Firefox tried to push open video formats, like webm, and refused to support H264... yet, after years of fighting they gave up, mostly because MS and Apple refused to support it to push their (patented group) H264 format. Only if google switched youtube to webm and stopped supporting H264 it would be possible to do something like that, but even if the webm was a google format, they never really pushed that change and H264 won this round.
Future video support is the new battleground. Yet W3C is set to accept DRM and firefox not supporting it would mean that important sites would either push the usage of other browsers (like netflix) or push the installation of broken plugins (like all the silverlght sites we have today) that may just exist in windows. Either way firefox would be lonely on this battle, as MS, Apple and Google all have interest in DRM video, so it would be a lost battle from the start. It is sad, but delivering video is only set to increase and big companies want to make money from it... even if the browser would not have any DRM, they would create "apps" to support it so that movie industry would allow online video streaming. It is a lost battle, since there is demand for it, not from the users, but from the content makers... and we all know they are stupid, they prefer having no market (and so piracy) than provide open access to their content, just look how music industry works with the internet and how long that battle is taking place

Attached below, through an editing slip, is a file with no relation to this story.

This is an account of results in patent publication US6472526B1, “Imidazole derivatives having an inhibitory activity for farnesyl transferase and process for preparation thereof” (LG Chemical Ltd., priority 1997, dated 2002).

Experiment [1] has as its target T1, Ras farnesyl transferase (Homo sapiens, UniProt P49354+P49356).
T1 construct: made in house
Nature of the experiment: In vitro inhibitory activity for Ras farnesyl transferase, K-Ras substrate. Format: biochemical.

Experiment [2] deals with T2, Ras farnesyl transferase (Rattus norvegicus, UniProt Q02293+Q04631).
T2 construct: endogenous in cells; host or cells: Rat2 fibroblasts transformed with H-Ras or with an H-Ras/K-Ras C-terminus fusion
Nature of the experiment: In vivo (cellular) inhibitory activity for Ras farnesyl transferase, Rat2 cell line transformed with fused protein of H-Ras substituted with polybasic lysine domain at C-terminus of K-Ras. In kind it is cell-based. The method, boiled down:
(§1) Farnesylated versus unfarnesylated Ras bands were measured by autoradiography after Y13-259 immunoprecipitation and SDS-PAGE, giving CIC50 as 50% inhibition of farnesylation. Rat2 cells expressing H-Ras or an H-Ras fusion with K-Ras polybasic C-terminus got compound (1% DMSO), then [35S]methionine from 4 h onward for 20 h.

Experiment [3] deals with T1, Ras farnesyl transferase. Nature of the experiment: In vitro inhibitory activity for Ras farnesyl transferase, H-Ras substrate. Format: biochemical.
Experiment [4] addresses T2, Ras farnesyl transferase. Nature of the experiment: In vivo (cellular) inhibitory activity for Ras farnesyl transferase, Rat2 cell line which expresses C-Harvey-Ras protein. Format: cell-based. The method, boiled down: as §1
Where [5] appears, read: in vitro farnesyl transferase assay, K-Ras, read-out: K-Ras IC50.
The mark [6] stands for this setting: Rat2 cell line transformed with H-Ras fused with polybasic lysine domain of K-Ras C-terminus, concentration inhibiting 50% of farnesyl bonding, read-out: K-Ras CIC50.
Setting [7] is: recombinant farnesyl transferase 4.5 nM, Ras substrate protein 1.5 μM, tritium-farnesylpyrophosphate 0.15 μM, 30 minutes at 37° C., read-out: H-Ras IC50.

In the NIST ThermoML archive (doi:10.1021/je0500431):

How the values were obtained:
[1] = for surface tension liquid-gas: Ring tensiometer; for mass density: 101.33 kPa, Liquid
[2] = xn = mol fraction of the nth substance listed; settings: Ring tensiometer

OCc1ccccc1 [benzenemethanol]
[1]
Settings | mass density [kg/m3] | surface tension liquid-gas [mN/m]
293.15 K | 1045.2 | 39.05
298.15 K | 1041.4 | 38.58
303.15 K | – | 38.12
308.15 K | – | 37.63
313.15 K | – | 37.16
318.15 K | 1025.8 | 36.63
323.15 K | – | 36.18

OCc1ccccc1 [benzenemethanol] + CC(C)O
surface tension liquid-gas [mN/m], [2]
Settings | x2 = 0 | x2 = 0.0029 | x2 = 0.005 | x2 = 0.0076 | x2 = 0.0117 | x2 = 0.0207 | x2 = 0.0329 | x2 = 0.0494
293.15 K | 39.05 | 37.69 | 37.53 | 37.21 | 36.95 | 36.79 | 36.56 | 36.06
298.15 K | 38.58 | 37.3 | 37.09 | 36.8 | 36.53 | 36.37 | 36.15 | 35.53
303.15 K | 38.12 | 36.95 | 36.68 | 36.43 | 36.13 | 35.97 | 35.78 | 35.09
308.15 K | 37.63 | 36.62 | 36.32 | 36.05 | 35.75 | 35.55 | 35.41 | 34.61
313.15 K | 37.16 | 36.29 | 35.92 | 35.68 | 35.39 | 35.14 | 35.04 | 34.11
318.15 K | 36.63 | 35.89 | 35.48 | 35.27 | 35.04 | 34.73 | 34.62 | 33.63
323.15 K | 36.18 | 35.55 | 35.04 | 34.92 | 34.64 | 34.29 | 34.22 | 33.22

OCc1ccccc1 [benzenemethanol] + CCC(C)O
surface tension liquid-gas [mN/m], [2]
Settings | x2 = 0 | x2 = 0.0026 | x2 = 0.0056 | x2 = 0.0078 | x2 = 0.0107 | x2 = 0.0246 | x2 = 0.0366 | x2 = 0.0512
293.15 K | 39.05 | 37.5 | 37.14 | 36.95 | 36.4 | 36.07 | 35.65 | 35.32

Firefox solution is to use a Adobe "plugin" that is very restricted on what it can do (read a stream, reply a stream), just to decode the DRM. This would allow the DRM validation that some companies require, allow one to disable this very easily and allow for future replacement of that closed "plugin" with any other open implementation (trying to push directly a open DRM "plugin" now could blacklist firefox if someone tried to remove the protection... later, with existent market share it would be harder to blacklist firefox)
So yes, no one wants DRM, not even Mozilla, but looking at the alternative (some other DRM support or protocol you can't control), at least Mozilla can have some control and impose limits by doing this and not sacrifice market share on a battle that would be lost anyway. Don't blame Mozilla on this one, blame MS, Apple and Google for teaming up pushing DRM, so much that W3C have also agreed to add a DRM standard.